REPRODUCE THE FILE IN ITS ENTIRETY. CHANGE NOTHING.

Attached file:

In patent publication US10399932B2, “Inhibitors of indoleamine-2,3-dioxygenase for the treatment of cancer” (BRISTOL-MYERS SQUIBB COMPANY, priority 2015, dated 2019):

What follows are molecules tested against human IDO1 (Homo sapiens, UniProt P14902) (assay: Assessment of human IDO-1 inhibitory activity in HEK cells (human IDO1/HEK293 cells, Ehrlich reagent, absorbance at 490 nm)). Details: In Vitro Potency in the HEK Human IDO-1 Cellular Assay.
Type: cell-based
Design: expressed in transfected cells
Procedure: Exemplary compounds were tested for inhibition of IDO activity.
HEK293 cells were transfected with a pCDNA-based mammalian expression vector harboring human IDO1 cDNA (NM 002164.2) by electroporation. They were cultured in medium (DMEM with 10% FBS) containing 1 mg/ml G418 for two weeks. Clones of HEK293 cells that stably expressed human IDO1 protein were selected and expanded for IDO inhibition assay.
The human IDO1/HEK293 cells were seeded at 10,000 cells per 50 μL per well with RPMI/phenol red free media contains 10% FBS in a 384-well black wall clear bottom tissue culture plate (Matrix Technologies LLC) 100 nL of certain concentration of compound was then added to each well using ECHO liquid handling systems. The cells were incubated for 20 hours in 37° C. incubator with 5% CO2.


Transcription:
In patent publication US10399932B2, “Inhibitors of indoleamine-2,3-dioxygenase for the treatment of cancer” (BRISTOL-MYERS SQUIBB COMPANY, priority 2015, dated 2019):

What follows are molecules tested against human IDO1 (Homo sapiens, UniProt P14902) (assay: Assessment of human IDO-1 inhibitory activity in HEK cells (human IDO1/HEK293 cells, Ehrlich reagent, absorbance at 490 nm)). Details: In Vitro Potency in the HEK Human IDO-1 Cellular Assay.
Type: cell-based
Design: expressed in transfected cells
Procedure: Exemplary compounds were tested for inhibition of IDO activity.
HEK293 cells were transfected with a pCDNA-based mammalian expression vector harboring human IDO1 cDNA (NM 002164.2) by electroporation. They were cultured in medium (DMEM with 10% FBS) containing 1 mg/ml G418 for two weeks. Clones of HEK293 cells that stably expressed human IDO1 protein were selected and expanded for IDO inhibition assay.
The human IDO1/HEK293 cells were seeded at 10,000 cells per 50 μL per well with RPMI/phenol red free media contains 10% FBS in a 384-well black wall clear bottom tissue culture plate (Matrix Technologies LLC) 100 nL of certain concentration of compound was then added to each well using ECHO liquid handling systems. The cells were incubated for 20 hours in 37° C. incubator with 5% CO2.